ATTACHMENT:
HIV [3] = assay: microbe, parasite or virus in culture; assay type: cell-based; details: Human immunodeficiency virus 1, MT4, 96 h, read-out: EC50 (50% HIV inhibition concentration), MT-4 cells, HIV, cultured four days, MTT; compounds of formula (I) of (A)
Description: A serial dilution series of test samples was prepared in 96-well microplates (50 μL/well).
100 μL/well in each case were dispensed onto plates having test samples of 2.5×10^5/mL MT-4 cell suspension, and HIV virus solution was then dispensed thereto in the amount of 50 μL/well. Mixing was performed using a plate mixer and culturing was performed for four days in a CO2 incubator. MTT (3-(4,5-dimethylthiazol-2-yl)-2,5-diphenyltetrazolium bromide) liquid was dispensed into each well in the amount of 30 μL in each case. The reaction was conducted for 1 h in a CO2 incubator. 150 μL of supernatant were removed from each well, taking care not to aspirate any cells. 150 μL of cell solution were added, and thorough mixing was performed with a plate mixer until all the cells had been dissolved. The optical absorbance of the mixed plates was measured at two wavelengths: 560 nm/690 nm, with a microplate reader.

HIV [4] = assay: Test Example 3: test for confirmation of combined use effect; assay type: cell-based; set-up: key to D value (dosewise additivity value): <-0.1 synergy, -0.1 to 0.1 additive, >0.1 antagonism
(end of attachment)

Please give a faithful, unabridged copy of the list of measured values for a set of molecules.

HIV [3] = assay: microbe, parasite or virus in culture; assay type: cell-based; details: Human immunodeficiency virus 1, MT4, 96 h, read-out: EC50 (50% HIV inhibition concentration), MT-4 cells, HIV, cultured four days, MTT; compounds of formula (I) of (A)
Description: A serial dilution series of test samples was prepared in 96-well microplates (50 μL/well).
100 μL/well in each case were dispensed onto plates having test samples of 2.5×10^5/mL MT-4 cell suspension, and HIV virus solution was then dispensed thereto in the amount of 50 μL/well. Mixing was performed using a plate mixer and culturing was performed for four days in a CO2 incubator. MTT (3-(4,5-dimethylthiazol-2-yl)-2,5-diphenyltetrazolium bromide) liquid was dispensed into each well in the amount of 30 μL in each case. The reaction was conducted for 1 h in a CO2 incubator. 150 μL of supernatant were removed from each well, taking care not to aspirate any cells. 150 μL of cell solution were added, and thorough mixing was performed with a plate mixer until all the cells had been dissolved. The optical absorbance of the mixed plates was measured at two wavelengths: 560 nm/690 nm, with a microplate reader.

HIV [4] = assay: Test Example 3: test for confirmation of combined use effect; assay type: cell-based; set-up: key to D value (dosewise additivity value): <-0.1 synergy, -0.1 to 0.1 additive, >0.1 antagonism